- THE MAGAZINE
Let’s face it: most owners of restoration companies are great people, people you’d like to hang out with, great technicians who can sniff out every particle of soot and predict to the nearest second when a structure will dry.
Unfortunately, management just isn’t one of their priorities, that is, until their mistakes get them so deep in a financial hole that they can see no other way out. It’s then that they get serious about their diversification decisions.
O.K. At this point I’d be remiss if I didn’t mention at least a couple of pitfalls that are routinely encountered in operating a full-service, disaster diversification. The first is called the “see-saw effect.”
The see-saw effect occurs when company owners or managers fail to get one division of the company operating independently before opening another. What usually happens is that the division which they used as the foundation of the company’s success, and which was operating smoothly under their unique and creative supervision, is left to struggle on its own while managers attend to opening the new diversification; in this case, a disaster (fire) restoration diversification.
Because of their creative talents and aggressive ability, the new diversification, like the original one, begins to flourish, while the old one – say, the company’s original cleaning division (carpet, upholstery, flooring, rug cleaning) – takes a nose dive!
As soon as managers see what’s happening, they rush back into the old diversification (cleaning services) to build it back to a profitable level. Meanwhile, the new diversification (fire services), experiences a rapid fall-off from its dramatic start. From then on a manager, playing the see-saw game, runs back and forth, back and forth, without either of the diversifications maintaining a uniform level of productivity and growth.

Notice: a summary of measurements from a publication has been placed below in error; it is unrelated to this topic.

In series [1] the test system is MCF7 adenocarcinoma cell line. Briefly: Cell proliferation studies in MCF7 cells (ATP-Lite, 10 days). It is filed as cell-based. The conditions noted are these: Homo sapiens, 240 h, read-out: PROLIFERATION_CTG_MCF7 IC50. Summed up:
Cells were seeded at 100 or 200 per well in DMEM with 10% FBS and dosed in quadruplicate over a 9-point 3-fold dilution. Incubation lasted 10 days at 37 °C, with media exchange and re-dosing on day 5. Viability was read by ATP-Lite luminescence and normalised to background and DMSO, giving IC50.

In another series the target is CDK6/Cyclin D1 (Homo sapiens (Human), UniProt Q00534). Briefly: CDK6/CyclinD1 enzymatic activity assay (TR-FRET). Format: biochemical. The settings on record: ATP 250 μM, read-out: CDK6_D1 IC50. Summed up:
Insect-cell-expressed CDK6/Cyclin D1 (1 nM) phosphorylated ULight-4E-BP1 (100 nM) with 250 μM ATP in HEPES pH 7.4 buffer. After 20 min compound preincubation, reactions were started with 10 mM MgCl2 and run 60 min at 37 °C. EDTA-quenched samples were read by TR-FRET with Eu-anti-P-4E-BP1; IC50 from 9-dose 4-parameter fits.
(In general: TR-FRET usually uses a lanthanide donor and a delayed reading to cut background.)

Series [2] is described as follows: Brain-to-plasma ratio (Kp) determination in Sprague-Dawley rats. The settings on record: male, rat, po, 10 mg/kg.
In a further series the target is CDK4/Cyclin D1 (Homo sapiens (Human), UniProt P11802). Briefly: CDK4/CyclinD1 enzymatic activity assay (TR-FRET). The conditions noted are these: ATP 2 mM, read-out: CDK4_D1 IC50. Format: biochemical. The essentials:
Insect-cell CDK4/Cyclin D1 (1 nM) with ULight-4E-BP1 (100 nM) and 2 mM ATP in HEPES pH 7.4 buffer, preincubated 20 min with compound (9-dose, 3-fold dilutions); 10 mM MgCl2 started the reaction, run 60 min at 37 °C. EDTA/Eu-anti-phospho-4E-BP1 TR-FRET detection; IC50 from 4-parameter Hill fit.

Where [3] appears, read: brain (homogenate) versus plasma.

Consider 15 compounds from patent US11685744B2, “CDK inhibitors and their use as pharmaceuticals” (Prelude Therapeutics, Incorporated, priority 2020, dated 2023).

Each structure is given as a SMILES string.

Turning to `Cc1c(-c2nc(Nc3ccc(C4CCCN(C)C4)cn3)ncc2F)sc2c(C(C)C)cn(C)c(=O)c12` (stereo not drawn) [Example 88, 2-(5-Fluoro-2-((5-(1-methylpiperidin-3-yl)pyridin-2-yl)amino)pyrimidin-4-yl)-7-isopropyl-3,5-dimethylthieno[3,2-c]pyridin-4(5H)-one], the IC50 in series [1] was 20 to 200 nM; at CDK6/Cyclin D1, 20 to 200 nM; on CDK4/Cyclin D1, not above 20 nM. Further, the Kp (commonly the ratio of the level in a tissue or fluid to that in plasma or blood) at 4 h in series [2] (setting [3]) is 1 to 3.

Sound like you?
The second, and probably the major mistake made in opening a fire restoration diversification is what’s referred to as the “cross-over catastrophe.” This begins when business managers obtain their first major claim to process. Since they’re overly concerned about non-productive personnel costs, they’ve yet to interview any part-time or supervisory personnel.
Upon obtaining this first major claim, they return to their facility and inform loyal staff members in the on-location cleaning division that they have their first major “restoration opportunity.”
Because of their loyalty and commitment to the company, on-location cleaning staff jumps on board restoration vehicles and everyone goes out, throwing full energy and enthusiasm into this first claim. For the next several days, everyone works diligently, accomplishing whatever tasks are required to bring the claim to a successful conclusion.
When the claim’s complete and all the soot has been successfully eliminated, the on-location cleaning personnel return to the company -- only to find that their division of the company has no business to process! Well, being faithful employees, they hitch up their belts and begin a super-human effort to get their division of the company back on track.